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How much will the Nintendo 3DS cost, when will it come out, and who's going to buy one?

Three dimensions. Three unanswered questions
Product: Nintendo 3DS | Publisher: Nintendo | Format: 3DS
Nintendo 3DS 3DS, thumbnail 1
The 3DS has been unveiled. People have touched it, including Pocket Gamer's own Jon Jordan, who was generally positive pending further inspection: “It certainly worked, but we’ll have to see a lot more before we’re truly convinced.”

Others were more gushing. Industry stalwart Geoff Keighley told Twitter: "Just went hands on with 3ds. Wow!! This thing is amazing, best thing of show so far." And fellow stalwart John Davison said, “Just got hands on with 3DS. It's un-freakin-believable. Gorgeous screen, fantastic sense of depth."

The general impression by those who've touched a 3DS is one of surprised approval – it works. But there are some unanswered questions. Namely: how much will it cost, when will it come out, and who's going to buy one?

There have been rumours, but until Nintendo decides to tell us what's going on, we – and that includes you – can indulge in a little bit of speculation and opinion-sharing.

Are you going to buy a Nintendo 3DS? How much do you think it'll cost? And when do you think it'll come out? Tell us in the comments below.

In the meantime, here's what we think.


I'm not sure I'll buy it straight away if it starts at more than about £150, but this is definitely the first Nintendo handheld I've been at all interested in since the DS Lite.

The key isn't 3D for me. I'm looking forward to seeing how it looks, but I've yet to experience something in 3D that feels like an enhancement rather than a distraction, so I'm not expecting to be amazed.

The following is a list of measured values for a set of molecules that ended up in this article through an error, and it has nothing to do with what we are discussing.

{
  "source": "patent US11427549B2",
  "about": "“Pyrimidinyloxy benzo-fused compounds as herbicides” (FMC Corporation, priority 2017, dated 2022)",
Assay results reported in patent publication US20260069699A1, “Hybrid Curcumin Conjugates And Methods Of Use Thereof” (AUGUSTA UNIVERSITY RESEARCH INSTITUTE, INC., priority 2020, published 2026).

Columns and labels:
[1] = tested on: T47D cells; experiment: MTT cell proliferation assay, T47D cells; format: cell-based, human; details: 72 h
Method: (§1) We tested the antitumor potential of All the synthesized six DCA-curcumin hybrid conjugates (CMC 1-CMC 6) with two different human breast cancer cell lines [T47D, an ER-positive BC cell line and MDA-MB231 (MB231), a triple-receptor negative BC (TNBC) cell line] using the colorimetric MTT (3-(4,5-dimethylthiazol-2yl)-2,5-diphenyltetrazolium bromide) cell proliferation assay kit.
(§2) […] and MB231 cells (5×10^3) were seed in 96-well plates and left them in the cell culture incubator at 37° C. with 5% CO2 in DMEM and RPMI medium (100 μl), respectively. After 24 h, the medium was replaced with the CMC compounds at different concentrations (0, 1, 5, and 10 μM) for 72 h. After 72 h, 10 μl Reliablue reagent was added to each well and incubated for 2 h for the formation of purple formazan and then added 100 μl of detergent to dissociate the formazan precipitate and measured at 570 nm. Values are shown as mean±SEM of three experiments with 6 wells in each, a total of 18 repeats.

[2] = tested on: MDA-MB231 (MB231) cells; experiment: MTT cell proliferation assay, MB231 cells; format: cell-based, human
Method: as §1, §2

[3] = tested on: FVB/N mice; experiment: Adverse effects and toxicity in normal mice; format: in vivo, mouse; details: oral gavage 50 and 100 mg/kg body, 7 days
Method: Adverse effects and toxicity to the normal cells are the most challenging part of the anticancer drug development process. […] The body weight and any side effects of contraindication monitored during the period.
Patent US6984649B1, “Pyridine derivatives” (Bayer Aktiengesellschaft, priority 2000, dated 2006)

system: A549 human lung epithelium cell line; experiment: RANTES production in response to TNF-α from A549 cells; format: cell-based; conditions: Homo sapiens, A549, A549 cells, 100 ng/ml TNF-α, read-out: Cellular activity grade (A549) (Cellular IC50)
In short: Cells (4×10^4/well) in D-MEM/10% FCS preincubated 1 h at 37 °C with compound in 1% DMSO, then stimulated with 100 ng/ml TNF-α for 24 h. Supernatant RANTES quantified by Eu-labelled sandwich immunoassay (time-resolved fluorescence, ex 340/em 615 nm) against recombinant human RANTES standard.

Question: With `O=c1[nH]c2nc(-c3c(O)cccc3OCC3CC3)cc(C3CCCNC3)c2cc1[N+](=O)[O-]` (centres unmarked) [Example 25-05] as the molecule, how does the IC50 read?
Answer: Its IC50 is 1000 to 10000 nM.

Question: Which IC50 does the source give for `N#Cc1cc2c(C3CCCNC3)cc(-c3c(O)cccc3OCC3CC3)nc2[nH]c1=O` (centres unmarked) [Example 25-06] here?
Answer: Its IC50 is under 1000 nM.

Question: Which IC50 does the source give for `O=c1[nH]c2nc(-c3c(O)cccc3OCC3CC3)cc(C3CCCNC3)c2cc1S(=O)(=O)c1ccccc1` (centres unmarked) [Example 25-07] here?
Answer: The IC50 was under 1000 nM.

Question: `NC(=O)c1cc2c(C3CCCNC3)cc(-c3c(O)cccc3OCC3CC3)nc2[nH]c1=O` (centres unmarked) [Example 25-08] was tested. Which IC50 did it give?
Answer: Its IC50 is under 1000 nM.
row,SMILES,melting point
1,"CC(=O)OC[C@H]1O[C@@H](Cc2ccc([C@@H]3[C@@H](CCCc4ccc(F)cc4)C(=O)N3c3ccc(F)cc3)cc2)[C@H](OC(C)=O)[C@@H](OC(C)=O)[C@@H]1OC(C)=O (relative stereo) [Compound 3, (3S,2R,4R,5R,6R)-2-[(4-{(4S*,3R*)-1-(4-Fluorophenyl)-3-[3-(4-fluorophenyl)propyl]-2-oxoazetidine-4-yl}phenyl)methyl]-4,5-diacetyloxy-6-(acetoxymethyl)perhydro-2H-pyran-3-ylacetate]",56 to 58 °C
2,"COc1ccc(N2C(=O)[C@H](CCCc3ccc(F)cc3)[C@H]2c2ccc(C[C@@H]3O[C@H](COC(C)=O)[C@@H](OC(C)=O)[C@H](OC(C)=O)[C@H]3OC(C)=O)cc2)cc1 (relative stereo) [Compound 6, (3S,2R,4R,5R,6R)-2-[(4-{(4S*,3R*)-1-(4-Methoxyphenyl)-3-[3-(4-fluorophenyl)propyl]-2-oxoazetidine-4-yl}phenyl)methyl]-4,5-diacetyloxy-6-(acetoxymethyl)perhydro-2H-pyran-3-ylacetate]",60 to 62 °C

More significant is the burst of enthusiasm we're likely to see from the development community and the added grunt. Zelda: The Ocarina of Time is also a huge draw.

When it'll come out: April 2011
What it'll cost: £189.99
Brevity rating: Poor


Probably not. While I can appreciate the hardware behind Nintendo 3DS – and, really, it seems like a far greater step forward than the 3D tech Sony is already flogging like a dead horse – as a console, I find it hard to get excited about, and it's unlikely I'll be picking one up.

I think it'd be unfair to describe 3DS as a 'gimmick', and I'm almost entirely certain it'll sell big units, but for me it doesn't address the overarching problem with DS as a platform – the big software dry up.

Like the Wii, the DS can claim to be dominating the market, but neither console really offers anything beyond Nintendo's loyal fanbase any more.

The exciting, genuinely progressive software that launched with DS has been replaced by formulaic follow-ups from all corners, and it's iPhone that has become the format that's pushing genres left, right, and centre.

The one ray of hope, for me, is the picking up of Metal Gear. It's the one and only franchise on board that has the ability to go beyond the DS's existing fanbase. Otherwise, 3DS is simply impressive new tech appealing to the exact same audience as its predecessor – and that audience no longer includes me.

When it'll come out: November 2010
What it'll cost: £189.99
Brevity rating: Appalling


I’ve watched the videos, read the hands-on impressions and been getting suitably excited by the game announcements – it all seems delightful.

But I can’t shake concerns that Nintendo will have continued its tradition of underspeccing the hardware, and will undoubtedly update its forthcoming handheld within minutes of its release. I’ll therefore hold out for the 3DSi.

When it'll come out: April 2011
What it'll cost: £180
Brevity rating: Very good


I'll definitely be grabbing myself a 3DS. Not only does it looks incredible, with initial hands ons suggesting that the 3D features are sublime, but it has the games to back it up too - the likes of Zelda, Mario Kart, Paper Mario, PilotWings, Star Fox, and Professor Layton make this a must-have purchase for me.